Forecast 2005 - Pharmaceutical Executive


Forecast 2005
This is the time of year to not only reflect on the past, but to ponder the future. Forget soothsayers, prophets, and fortune tellers' crystal balls. Inside are predictions from some of industry's key thought leaders.

Pharmaceutical Executive

Matt Giegerich President and CEO, CommonHealth

The next 12 months will bring a continued high-pressure front in pipelines, patents, politics, and profits. As the industry continues its grudging evolution toward a nimbler, more efficient business model, there will be accelerating volatility and challenge to the status quo. On the radar screen will be overall cost-cutting—including sales force right-sizing and supplier consolidation—and deft navigation of the new landscapes of public scrutiny, Medicare and managed care, regulatory guidelines, and OIG lawsuits. Intensity, creativity, collaboration, speed, and efficiency will be required on every front. As always, rewards will go to those who consistently innovate and add value. Existing brands will need even more clutter-busting insight and creativity, and a more complex and rapidly coordinated menu of approaches; sales forces will require more innovative methods to secure physician access and attention; managed markets will need a more decisive argument for pricing and formulary inclusion; and consumers and patients will need ongoing courtship and cajoling toward diagnosis, treatment, compliance and persistency.

It’s a year to cut costs, consolidate, move toward a nimbler business model, and dodge a lot of bullets.
Given the complexity and specificity of the emerging world of medicine, new pipeline brands will require all this and much more, including a more-refined scientific platform and a new communications model to support more and more targeted therapies.

David Blumberg Partner, health and life sciences practice, Accenture

The need to do more with less has become reality within sales organizations across the industry. Almost every pharmaceutical company now recognizes that the strategies that propelled sales force success in the past may not measure up in the future.

Doing more with less: pharma’s future sales model
Pharmaceutical sales and marketing activities are under a microscope as never before. The industry has become a political lightning rod, as new medications are increasingly perceived as drivers of national healthcare costs. Additionally, the physician/sales rep relationship is strained, as demonstrated by decreasing amounts of time to discuss the advantages of medications, access restrictions, and a growing negative perception of reps among physicians.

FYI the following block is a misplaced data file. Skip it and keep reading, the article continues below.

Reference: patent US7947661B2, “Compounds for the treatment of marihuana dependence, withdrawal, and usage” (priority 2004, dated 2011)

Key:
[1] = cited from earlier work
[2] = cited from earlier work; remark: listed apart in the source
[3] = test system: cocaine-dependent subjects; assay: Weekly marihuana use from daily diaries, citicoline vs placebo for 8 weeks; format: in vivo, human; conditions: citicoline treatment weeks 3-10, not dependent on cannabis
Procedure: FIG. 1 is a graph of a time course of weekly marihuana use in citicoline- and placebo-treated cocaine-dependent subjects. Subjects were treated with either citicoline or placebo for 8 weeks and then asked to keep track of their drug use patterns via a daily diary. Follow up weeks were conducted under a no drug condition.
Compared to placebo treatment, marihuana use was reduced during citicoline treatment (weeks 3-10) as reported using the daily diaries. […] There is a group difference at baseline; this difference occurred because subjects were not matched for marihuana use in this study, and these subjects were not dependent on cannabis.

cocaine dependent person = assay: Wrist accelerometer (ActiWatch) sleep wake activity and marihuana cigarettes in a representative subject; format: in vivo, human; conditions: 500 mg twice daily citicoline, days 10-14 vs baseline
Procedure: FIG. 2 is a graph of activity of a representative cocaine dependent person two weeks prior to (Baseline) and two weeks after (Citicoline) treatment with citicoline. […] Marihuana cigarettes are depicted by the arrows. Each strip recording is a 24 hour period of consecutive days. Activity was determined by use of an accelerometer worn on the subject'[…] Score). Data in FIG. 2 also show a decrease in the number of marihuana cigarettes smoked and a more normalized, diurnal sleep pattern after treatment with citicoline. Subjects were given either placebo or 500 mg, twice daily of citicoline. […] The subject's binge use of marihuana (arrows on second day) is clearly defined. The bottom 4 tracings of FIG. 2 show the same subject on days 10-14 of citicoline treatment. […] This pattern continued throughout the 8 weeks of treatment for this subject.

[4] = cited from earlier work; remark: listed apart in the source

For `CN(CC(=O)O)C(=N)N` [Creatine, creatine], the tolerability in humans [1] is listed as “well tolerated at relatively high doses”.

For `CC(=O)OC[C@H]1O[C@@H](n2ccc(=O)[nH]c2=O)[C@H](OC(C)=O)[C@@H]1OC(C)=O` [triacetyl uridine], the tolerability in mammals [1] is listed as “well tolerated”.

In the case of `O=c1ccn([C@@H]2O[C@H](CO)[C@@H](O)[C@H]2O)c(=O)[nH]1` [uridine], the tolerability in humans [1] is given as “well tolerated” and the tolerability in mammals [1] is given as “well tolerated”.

Moreover, price pressures continue unabated, driven by generic competition, an awareness of lower-price pharmaceuticals abroad, and the abundance of similar branded products in blockbuster categories. Payers, too, play a role, as they push for more consumer decision power and reduced price protection for all drugs. In addition, the pharmaceutical companies' traditional customer base continues to evolve: Providers, armed with electronic medical records, integrated health networks, and more stringent formularies, are challenging sales reps as never before. Finally, with the introduction of Medicare Part D, the government is becoming an even more significant customer.

Pharma executives understand that they will need to search aggressively for sales force cost efficiencies and enhanced effectiveness. The quest for cost efficiencies will drive a range of approaches, the simplest of which may be an overall reduction in the number of sales reps. In fact, anecdotal evidence indicates that companies are already starting to reconfigure their sales forces. Another approach—lowering the cost of the primary-care sales force—will require executives to think differently about sales force structure, including territory coverage, customer responsibilities, compensation, and new sourcing strategies. Companies will also look carefully at their operating efficiency and will adopt new approaches to their commercial support infrastructure, including cutting layers of management and outsourcing noncritical functions.

Enhancing sales force effectiveness will push companies to pursue new operational models and leading capabilities. Many will work to ensure that the physician/sales rep interaction becomes more valuable and longer lasting. Indeed, some are already using tools such as the TabletPC to segment and deliver their physician presentations more effectively. Others will turn to specialty categories where the ground isn't oversaturated and where they are targeting new drugs. Still others will take an organizational view of the customer, redefining both the way they sell to individual physicians at a facility and their approach to the facility as a whole. For most, such changes will require an upgrade in their account management capabilities and skills.


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